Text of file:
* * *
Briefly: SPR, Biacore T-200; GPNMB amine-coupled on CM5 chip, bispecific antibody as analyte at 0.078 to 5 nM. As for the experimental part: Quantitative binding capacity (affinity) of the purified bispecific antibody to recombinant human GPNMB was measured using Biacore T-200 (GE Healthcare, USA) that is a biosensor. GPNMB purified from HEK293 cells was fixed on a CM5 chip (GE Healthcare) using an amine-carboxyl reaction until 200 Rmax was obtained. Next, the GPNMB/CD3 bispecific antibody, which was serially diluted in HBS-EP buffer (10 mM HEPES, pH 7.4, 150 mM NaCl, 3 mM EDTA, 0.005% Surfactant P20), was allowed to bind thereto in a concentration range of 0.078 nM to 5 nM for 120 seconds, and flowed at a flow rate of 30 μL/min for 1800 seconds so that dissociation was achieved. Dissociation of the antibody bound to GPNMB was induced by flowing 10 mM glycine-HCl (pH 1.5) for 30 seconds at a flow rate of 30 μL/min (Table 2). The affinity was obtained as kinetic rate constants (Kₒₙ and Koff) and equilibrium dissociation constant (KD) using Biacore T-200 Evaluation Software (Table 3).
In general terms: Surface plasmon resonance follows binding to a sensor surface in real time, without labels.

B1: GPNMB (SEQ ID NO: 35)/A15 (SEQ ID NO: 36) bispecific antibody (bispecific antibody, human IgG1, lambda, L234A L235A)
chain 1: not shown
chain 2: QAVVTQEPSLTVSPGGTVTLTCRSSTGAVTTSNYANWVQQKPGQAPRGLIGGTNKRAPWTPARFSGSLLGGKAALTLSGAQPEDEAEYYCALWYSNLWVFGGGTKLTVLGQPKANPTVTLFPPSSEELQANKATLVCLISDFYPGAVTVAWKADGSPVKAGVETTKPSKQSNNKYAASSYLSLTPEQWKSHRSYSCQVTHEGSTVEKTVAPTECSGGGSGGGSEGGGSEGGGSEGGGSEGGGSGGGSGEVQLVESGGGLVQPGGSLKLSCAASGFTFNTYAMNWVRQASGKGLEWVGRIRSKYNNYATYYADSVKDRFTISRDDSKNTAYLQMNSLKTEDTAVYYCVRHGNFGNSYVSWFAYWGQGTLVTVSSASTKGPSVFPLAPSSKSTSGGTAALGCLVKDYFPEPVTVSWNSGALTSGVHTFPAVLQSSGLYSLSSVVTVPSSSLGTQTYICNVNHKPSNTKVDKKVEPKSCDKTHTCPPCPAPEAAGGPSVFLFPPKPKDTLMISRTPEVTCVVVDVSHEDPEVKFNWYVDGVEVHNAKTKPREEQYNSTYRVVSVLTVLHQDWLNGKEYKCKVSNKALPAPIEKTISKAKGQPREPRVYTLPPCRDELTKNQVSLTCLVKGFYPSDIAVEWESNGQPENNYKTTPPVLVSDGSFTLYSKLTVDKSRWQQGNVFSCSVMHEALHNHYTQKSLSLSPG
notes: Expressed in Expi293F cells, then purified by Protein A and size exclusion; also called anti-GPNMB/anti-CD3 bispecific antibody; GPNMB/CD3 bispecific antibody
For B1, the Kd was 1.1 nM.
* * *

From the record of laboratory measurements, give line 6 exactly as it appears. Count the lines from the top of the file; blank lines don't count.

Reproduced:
notes: Expressed in Expi293F cells, then purified by Protein A and size exclusion; also called anti-GPNMB/anti-CD3 bispecific antibody; GPNMB/CD3 bispecific antibody